I’m going to cover a few different topics here, none of them in great detail but enough to get you started. You’ll find more than enough in-depth articles on using Ruby or any of the many RubyGems available out there such as Middleman – this is just to get you off the ground.
I started with a Windows 7 64-bit laptop – nothing installed. I needed to get to the point where I could install gems, which is easy enough but there are a few steps to work through. These steps assume you have administrator rights to install programs. In addition to these instructions, you may find the articles on About.com helpful.
Step 1 – Download and install Github (optional) This is only required if you use Github to manage the development of your Ruby website, otherwise skip this step. Github is one of the most user-friendly version control systems out there. Create an account, setup a repo (repository) and start building!
To install on Windows, simply download the installer and follow the prompts. The first time you use it you’ll need to log in with your account details and sync (to copy your repo to your local drive).
Step 2 – Install Ruby for Windows – Once again straightforward enough. Grab the latest build of RubyInstaller for Windows and install. My suggestions are always accept the default install directory (e.g. C:\Ruby193 – we will use this as our example) and select the options to make Ruby available system-wide.
Step 3 – Install the Ruby Devkit – This is needed for running a lot of the native C/C++ extensions (sorry if you thought you could get away with just a light Ruby install!). Download the self-extracting zip file and extract to the C:\Ruby193\devkit folder.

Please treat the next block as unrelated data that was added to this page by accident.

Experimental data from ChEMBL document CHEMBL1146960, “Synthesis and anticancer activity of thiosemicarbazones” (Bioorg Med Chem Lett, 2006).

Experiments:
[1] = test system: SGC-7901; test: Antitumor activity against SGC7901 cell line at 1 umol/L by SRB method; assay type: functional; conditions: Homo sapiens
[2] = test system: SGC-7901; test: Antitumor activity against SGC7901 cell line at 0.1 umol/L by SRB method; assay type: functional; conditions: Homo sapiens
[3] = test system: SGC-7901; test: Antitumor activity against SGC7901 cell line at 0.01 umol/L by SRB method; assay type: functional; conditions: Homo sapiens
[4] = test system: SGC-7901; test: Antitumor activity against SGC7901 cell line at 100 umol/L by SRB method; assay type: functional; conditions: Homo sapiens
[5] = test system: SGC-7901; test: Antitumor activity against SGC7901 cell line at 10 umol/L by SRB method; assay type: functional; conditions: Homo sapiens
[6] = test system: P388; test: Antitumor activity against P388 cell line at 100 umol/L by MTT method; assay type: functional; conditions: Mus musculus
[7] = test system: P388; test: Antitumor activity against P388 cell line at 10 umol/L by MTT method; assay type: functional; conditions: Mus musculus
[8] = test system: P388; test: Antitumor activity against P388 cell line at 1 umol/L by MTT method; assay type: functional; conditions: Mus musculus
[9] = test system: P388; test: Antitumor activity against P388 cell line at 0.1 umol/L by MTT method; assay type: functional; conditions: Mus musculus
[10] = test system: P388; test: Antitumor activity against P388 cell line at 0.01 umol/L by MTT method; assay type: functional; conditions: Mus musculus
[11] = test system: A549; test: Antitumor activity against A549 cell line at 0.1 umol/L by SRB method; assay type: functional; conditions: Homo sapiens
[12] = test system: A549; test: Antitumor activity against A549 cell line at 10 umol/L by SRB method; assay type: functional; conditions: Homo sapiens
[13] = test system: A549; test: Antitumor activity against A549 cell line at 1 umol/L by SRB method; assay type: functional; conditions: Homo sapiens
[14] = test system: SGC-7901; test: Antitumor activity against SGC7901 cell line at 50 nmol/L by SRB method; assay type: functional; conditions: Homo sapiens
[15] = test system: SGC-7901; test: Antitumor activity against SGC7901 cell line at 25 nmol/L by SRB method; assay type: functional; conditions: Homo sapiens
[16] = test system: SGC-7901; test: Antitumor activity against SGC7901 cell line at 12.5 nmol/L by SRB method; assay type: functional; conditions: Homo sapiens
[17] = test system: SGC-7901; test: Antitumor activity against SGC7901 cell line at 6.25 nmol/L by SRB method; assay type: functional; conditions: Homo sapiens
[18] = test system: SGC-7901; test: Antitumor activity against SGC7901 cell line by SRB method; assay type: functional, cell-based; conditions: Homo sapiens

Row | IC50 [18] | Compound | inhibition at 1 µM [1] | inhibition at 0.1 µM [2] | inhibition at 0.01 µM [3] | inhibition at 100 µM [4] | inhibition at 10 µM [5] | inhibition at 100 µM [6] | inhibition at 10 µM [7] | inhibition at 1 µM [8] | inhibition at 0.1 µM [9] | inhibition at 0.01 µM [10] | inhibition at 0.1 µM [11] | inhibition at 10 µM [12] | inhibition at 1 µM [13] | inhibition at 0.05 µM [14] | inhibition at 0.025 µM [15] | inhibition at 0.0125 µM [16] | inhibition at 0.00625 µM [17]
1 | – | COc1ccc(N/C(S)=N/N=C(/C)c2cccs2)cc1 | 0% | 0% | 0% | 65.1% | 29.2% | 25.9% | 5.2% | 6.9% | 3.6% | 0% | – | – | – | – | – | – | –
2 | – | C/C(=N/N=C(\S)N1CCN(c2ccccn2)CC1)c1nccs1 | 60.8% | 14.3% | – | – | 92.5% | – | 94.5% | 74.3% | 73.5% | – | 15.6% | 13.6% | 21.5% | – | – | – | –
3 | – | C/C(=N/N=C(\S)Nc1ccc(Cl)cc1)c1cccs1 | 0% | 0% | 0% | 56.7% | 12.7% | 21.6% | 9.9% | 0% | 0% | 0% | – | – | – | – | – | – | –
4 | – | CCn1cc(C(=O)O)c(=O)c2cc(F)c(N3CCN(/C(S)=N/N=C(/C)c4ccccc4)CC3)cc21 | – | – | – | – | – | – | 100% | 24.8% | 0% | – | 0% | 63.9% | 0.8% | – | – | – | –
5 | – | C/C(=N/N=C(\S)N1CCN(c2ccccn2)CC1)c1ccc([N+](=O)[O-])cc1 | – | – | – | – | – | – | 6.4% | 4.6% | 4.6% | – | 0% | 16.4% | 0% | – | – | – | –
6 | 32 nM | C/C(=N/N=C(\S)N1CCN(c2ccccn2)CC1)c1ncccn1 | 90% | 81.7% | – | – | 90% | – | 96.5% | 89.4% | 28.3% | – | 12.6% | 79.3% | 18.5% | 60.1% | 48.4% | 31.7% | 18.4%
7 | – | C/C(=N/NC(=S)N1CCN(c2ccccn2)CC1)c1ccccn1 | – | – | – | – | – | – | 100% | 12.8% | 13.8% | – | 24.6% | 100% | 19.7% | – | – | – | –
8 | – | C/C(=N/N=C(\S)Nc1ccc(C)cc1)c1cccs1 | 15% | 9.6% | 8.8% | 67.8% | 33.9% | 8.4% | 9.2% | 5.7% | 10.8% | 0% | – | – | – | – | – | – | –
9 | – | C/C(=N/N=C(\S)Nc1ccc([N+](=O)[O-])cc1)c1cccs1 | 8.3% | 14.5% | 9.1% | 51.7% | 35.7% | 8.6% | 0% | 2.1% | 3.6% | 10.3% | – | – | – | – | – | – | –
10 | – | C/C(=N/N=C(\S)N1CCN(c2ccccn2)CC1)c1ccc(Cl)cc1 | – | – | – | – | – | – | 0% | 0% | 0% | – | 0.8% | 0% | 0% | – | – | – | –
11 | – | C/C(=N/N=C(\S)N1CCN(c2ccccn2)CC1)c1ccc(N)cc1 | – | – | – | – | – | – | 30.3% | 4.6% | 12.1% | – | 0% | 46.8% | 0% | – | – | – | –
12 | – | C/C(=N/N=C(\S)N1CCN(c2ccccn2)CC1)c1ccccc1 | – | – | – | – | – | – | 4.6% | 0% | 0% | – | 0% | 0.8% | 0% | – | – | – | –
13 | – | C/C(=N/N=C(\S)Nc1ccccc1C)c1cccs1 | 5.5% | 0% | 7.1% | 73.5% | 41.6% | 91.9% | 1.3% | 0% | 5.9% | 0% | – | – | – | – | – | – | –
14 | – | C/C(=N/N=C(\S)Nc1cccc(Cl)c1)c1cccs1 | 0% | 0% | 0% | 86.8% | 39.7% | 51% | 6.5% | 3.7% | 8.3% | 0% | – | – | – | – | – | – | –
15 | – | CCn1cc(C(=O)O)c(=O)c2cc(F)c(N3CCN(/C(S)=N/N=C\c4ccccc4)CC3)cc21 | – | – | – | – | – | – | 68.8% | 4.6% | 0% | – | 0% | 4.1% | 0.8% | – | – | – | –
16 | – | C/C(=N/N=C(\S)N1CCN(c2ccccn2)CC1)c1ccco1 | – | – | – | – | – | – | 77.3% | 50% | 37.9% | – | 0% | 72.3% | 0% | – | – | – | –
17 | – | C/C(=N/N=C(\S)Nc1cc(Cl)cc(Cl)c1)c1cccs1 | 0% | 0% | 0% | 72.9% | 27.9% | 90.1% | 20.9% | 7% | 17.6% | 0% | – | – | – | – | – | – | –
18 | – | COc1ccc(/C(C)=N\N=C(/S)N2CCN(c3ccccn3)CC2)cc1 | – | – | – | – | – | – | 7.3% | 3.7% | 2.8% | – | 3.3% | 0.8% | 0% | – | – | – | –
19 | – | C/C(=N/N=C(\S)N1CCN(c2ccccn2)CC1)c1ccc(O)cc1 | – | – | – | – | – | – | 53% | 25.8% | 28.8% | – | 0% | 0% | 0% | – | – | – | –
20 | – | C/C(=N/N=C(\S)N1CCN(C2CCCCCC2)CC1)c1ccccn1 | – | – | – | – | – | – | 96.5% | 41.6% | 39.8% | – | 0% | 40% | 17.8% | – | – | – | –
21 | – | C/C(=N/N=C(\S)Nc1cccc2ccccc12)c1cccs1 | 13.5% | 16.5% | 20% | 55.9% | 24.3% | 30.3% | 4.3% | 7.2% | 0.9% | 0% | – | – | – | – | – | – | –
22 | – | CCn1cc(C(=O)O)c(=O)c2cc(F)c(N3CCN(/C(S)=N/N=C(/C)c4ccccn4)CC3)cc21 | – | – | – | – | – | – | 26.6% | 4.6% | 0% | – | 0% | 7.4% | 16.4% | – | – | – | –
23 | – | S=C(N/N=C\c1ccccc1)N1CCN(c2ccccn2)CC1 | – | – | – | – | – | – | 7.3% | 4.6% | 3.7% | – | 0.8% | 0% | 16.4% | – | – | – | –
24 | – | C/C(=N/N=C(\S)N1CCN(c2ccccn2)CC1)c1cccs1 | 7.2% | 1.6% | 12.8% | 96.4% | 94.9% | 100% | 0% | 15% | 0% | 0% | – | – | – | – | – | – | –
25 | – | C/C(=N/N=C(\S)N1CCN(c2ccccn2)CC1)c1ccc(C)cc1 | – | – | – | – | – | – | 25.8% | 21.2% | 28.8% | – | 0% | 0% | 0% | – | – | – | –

Step 4 – Initialise and install the dk.rb file – Open a command window (Windows key > R, type cmd and press Enter), navigate to the folder that contains the dk.rb file (e.g. type cd C:\Ruby193\devkit) then type ruby dk.rb init to initialise the devkit. This creates a config.yml (YAML file) – it should have the correct folder for your Ruby installation but check anyway. If it’s correct type ruby dk.rb install and press Enter.
It’s probably a good idea at this point to restart your machine.
You should now be all set to install or run RubyGems. RubyGems are most likely already installed with Ruby for Windows but you can make sure they’re all up-to-date by typing gem update –system.
If you have any issues with installing gems maybe try a different devkit version.
If you run into any issues getting started or installing gems let me know in the comments section.